On 18/02/16 10:37 +0100, Rik Theys wrote:

On 02/17/2016 05:29 PM, Adam Litke wrote:
On 17/02/16 11:14 -0500, Greg Padgett wrote:
On 02/17/2016 03:42 AM, Rik Theys wrote:

On 02/16/2016 10:52 PM, Greg Padgett wrote:
On 02/16/2016 08:50 AM, Rik Theys wrote:
 From the above I conclude that the disk with id that ends with
Similar to what I wrote to Marcelo above in the thread, I'd recommend
running the "VM disk info gathering tool" attached to [1].  It's the
best way to ensure the merge was completed and determine which image is
the "bad" one that is no longer in use by any volume chains.

I've ran the disk info gathering tool and this outputs (for the affected

VM lena
    Disk b2390535-744f-4c02-bdc8-5a897226554b

The id of the volume is the ID of the snapshot that is marked "illegal".
So the "bad" image would be the dc39 one, which according to the UI is
in use by the "Active VM" snapshot. Can this make sense?

It looks accurate.  Live merges are "backwards" merges, so the merge
would have pushed data from the volume associated with "Active VM"
into the volume associated with the snapshot you're trying to remove.

Upon completion, we "pivot" so that the VM uses that older volume, and
we update the engine database to reflect this (basically we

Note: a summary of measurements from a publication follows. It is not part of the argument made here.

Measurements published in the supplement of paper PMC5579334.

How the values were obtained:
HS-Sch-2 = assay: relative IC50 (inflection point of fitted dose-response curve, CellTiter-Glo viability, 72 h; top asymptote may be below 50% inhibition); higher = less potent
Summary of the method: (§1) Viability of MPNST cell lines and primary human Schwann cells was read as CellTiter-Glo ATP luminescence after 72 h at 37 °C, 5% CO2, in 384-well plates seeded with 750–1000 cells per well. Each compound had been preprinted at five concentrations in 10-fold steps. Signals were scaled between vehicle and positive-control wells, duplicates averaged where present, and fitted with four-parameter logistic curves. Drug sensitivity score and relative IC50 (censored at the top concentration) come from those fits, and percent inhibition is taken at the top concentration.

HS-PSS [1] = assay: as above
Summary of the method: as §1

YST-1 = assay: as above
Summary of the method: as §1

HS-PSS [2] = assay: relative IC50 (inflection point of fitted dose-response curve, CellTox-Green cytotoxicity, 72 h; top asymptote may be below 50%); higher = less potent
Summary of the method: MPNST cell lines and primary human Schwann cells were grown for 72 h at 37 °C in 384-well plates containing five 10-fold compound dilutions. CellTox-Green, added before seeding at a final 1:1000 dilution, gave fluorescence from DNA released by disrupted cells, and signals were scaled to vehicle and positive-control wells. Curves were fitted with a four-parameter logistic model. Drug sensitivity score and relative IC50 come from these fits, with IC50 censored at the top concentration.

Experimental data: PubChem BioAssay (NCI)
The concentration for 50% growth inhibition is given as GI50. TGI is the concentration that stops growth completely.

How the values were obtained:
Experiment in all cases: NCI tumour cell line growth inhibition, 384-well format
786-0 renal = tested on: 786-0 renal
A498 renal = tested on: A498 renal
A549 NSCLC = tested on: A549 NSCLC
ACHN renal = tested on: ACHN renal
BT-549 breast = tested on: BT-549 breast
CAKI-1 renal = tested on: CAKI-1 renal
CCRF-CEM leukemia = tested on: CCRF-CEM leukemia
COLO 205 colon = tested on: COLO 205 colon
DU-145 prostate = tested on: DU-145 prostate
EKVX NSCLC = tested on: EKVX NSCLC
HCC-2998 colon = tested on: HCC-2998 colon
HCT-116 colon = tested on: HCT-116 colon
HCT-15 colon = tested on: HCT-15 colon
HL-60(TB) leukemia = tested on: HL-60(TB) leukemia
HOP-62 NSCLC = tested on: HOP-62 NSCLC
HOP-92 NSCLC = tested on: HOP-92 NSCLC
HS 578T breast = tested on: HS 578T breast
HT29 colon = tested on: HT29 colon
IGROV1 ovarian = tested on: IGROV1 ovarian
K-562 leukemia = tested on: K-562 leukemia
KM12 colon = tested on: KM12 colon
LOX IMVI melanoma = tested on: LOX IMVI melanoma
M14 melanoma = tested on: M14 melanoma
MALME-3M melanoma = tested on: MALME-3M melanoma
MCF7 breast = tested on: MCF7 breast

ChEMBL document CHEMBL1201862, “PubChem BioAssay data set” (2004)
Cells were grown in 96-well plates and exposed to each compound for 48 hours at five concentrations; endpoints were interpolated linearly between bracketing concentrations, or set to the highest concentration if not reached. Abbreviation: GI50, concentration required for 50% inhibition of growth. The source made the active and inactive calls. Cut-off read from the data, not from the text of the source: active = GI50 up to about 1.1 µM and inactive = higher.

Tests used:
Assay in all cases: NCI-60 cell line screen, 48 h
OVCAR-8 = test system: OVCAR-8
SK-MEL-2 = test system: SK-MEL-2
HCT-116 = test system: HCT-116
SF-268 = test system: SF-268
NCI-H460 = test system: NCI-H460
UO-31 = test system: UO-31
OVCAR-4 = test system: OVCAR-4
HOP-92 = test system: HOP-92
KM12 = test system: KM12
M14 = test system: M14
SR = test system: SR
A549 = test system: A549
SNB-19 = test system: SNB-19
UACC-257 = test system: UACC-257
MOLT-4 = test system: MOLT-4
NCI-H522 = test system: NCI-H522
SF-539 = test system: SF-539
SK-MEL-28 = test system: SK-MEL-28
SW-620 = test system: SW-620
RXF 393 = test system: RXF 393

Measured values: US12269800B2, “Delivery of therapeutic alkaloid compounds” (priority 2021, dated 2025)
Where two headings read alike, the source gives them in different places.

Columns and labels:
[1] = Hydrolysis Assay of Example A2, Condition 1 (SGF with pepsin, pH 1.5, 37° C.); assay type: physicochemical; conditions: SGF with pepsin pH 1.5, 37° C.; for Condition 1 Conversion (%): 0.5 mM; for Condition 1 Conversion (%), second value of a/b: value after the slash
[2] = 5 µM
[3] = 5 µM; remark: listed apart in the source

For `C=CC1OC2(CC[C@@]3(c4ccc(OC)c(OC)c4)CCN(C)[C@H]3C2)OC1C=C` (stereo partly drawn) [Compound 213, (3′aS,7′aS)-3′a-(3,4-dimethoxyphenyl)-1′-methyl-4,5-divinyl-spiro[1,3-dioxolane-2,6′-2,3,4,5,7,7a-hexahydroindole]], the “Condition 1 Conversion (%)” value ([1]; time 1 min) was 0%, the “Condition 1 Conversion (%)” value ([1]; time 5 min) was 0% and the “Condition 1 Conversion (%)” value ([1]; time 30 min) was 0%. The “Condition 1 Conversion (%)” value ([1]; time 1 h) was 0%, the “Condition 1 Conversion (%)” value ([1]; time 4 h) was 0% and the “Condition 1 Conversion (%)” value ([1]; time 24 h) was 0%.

re-associate that older volume with, in your case, "Active VM").

In your case, it seems the pivot operation was done, but the database
wasn't updated to reflect it.  Given snapshot/image associations e.g.:

 VM Name  Snapshot Name  Volume
 -------  -------------  ------
 My-VM    Active VM      123-abc
 My-VM    My-Snapshot    789-def

My-VM in your case is actually running on volume 789-def.  If you run
the db fixup script and supply ("My-VM", "My-Snapshot", "123-abc")
(note the volume is the newer, "bad" one), then it will switch the
volume association for you and remove the invalid entries.

Of course, I'd shut down the VM, and back up the db beforehand.

I've executed the sql script and it seems to have worked. Thanks!

"Active VM" should now be unused; it previously (pre-merge) was the
data written since the snapshot was taken.  Normally the larger actual
size might be from qcow format overhead.  If your listing above is
complete (ie one volume for the vm), then I'm not sure why the base
volume would have a larger actual size than virtual size.

Adam, Nir--any thoughts on this?

There is a bug which has caused inflation of the snapshot volumes when
performing a live merge.  We are submitting fixes for 3.5, 3.6, and
master right at this moment.

Which bug number is assigned to this bug? Will upgrading to a release
with a fix reduce the disk usage again?

See https://bugzilla.redhat.com/show_bug.cgi?id=1301709 for the bug.
It's about a clone disk failure after the problem occurs.
Unfortunately, there is not an automatic way to repair the raw base
volumes if they were affected by this bug.  They will need to be
manually shrunk using lvreduce if you are certain that they are

Adam Litke
Users mailing list

Reply via email to